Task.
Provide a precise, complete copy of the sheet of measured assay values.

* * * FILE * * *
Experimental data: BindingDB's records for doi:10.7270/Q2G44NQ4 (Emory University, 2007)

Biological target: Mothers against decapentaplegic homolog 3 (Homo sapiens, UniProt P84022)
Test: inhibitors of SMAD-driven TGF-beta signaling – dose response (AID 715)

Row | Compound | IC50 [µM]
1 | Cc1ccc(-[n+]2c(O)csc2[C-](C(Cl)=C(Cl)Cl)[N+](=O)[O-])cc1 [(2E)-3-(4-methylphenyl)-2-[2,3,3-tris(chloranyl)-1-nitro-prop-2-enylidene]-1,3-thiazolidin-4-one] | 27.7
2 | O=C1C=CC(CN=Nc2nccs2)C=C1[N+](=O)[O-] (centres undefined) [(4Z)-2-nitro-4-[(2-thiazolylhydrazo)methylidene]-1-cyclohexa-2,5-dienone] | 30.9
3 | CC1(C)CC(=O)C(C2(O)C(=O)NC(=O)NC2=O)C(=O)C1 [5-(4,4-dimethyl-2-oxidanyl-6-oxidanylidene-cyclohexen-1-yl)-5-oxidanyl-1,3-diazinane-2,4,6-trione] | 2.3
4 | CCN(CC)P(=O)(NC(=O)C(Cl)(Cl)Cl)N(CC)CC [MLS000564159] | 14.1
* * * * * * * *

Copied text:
Experimental data: BindingDB's records for doi:10.7270/Q2G44NQ4 (Emory University, 2007)

Biological target: Mothers against decapentaplegic homolog 3 (Homo sapiens, UniProt P84022)
Test: inhibitors of SMAD-driven TGF-beta signaling – dose response (AID 715)

Row | Compound | IC50 [µM]
1 | Cc1ccc(-[n+]2c(O)csc2[C-](C(Cl)=C(Cl)Cl)[N+](=O)[O-])cc1 [(2E)-3-(4-methylphenyl)-2-[2,3,3-tris(chloranyl)-1-nitro-prop-2-enylidene]-1,3-thiazolidin-4-one] | 27.7
2 | O=C1C=CC(CN=Nc2nccs2)C=C1[N+](=O)[O-] (centres undefined) [(4Z)-2-nitro-4-[(2-thiazolylhydrazo)methylidene]-1-cyclohexa-2,5-dienone] | 30.9
3 | CC1(C)CC(=O)C(C2(O)C(=O)NC(=O)NC2=O)C(=O)C1 [5-(4,4-dimethyl-2-oxidanyl-6-oxidanylidene-cyclohexen-1-yl)-5-oxidanyl-1,3-diazinane-2,4,6-trione] | 2.3
4 | CCN(CC)P(=O)(NC(=O)C(Cl)(Cl)Cl)N(CC)CC [MLS000564159] | 14.1